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Current Microbiology

, Volume 69, Issue 5, pp 716–724 | Cite as

Single Consumption of Bryndza Cheese Temporarily Affects Oral Microbiota and Salivary Markers of Oxidative Stress

  • Natália KamodyováEmail author
  • Gabriel Minárik
  • Július Hodosy
  • Peter Celec
Article

Abstract

Several oral diseases are associated with changes in oral microbiota and higher oxidative stress. Enterococcus faecalis has been hypothesized to directly contribute to the oxidative stress in oral cavity. The aim of this study was to examine the effect of single consumption of unpasteurized Bryndza cheese containing enterococci on changes of microbiota and oxidative status in saliva. Fourteen healthy volunteers aged 23–30 years were asked to eat 100 g of Bryndza cheese. Saliva samples were collected before and 1, 10, 100 min, and 24 h after Bryndza cheese consumption. Species-specific PCR and terminal restriction fragment length polymorphism (T-RFLP) analysis were used to characterize oral microbiota. Markers of oxidative stress and antioxidant status were measured in saliva. PCR identified E. faecium in 36 % of probands saliva up to 1 day after consumption of enterococci containing Bryndza cheese. E. faecalis was detected in 57 % of probands saliva up to 10 min and in one proband up to 100 min after Bryndza cheese consumption. T-RFLP analysis confirmed short-term changes in composition of oral microbiota after Bryndza cheese ingestion. Nevertheless, the microbiota was completely restored after 24 h. One minute after ingestion of Bryndza cheese, salivary advanced oxidation protein products were significantly increased (by 74.6 %, P < 0.001), and total antioxidant capacity was decreased (by 22.0 %, P < 0.05). This study shows that single consumption of enterococci containing Bryndza cheese can temporally affect the composition of oral microbiota and oxidative stress in saliva. Further studies should identify the impact of these changes to the pathogenesis of oral diseases.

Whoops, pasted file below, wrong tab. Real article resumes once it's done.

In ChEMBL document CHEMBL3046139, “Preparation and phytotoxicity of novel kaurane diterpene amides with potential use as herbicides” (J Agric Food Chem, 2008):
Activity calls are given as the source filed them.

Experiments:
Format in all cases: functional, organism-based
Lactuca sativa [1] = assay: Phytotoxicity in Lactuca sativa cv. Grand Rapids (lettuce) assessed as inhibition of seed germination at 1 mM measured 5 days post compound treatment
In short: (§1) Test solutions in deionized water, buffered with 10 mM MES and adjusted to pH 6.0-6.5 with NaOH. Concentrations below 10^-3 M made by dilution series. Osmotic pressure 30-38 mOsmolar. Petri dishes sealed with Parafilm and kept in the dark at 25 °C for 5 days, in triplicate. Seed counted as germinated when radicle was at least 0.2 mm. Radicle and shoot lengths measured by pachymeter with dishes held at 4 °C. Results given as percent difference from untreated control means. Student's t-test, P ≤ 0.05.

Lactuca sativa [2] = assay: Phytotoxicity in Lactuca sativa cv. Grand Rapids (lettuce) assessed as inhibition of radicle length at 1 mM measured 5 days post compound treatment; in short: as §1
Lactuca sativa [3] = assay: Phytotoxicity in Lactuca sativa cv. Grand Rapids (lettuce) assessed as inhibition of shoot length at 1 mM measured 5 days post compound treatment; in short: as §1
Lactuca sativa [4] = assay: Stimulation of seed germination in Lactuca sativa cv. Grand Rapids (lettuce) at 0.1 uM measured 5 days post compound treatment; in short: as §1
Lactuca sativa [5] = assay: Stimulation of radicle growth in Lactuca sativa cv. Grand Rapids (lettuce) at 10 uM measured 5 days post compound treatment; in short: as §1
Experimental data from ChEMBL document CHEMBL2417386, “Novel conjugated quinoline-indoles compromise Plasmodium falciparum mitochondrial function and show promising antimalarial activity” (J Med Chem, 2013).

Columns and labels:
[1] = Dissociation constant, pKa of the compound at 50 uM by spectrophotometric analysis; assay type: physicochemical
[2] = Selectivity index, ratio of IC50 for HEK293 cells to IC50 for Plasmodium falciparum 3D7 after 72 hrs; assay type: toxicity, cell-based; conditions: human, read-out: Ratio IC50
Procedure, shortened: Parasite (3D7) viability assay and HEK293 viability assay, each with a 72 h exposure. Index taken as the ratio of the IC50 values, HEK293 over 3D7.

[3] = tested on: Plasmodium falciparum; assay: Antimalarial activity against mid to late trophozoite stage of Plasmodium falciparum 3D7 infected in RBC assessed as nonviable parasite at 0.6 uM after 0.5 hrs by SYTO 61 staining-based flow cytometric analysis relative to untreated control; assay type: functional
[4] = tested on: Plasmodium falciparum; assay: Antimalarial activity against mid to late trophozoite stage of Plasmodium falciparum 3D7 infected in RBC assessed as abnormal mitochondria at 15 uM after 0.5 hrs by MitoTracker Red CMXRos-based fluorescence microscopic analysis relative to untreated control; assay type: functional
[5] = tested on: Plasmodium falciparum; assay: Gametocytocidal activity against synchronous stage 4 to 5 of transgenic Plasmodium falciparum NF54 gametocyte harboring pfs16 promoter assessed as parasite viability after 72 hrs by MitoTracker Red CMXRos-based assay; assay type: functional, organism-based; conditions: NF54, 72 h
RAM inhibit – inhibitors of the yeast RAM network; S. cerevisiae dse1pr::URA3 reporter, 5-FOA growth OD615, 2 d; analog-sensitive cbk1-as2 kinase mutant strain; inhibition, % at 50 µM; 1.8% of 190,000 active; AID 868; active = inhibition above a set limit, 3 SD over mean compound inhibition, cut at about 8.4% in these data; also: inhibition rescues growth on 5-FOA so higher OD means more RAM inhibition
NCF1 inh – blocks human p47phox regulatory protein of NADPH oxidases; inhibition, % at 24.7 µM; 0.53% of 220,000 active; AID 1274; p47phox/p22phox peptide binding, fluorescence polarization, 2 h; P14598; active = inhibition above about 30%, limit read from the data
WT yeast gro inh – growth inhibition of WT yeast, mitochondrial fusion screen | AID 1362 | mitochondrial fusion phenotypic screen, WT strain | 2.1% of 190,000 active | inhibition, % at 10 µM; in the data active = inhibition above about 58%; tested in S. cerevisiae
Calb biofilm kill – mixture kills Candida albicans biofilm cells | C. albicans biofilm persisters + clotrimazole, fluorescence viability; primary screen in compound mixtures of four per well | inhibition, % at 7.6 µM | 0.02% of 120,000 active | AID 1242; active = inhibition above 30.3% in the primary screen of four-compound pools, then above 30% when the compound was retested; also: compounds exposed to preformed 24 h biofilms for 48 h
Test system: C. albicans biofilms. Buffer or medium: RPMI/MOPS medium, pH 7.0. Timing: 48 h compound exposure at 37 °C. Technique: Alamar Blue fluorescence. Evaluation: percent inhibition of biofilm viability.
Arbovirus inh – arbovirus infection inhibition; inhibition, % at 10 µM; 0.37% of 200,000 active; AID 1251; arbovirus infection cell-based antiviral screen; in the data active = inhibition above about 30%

Keywords

Oral Cavity Saliva Sample Terminal Restriction Fragment Length Polymorphism Oxidative Stress Marker Oral Disease 
These keywords were added by machine and not by the authors. This process is experimental and the keywords may be updated as the learning algorithm improves.

Notes

Acknowledgments

The study was supported by Slovak Research and Development Agency (Grant VMSP-II-0027-09) and Ministry of Education, Research and Sport of the Slovak Republic (Grant 1/0674/12).

Conflict of interest

There are no conflicts of interest regarding the publication of this article.

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Copyright information

© Springer Science+Business Media New York 2014

Authors and Affiliations

  • Natália Kamodyová
    • 1
    Email author
  • Gabriel Minárik
    • 1
    • 2
  • Július Hodosy
    • 1
    • 3
    • 4
  • Peter Celec
    • 1
    • 2
    • 3
    • 5
  1. 1.Institute of Molecular BioMedicine, Faculty of MedicineComenius UniversityBratislavaSlovakia
  2. 2.Department of Molecular Biology, Faculty of Natural SciencesComenius UniversityBratislavaSlovakia
  3. 3.Center for Molecular MedicineSlovak Academy of SciencesBratislavaSlovakia
  4. 4.Institute of Physiology, Faculty of MedicineComenius UniversityBratislavaSlovakia
  5. 5.Institute of Pathological Physiology, Faculty of MedicineComenius UniversityBratislavaSlovakia

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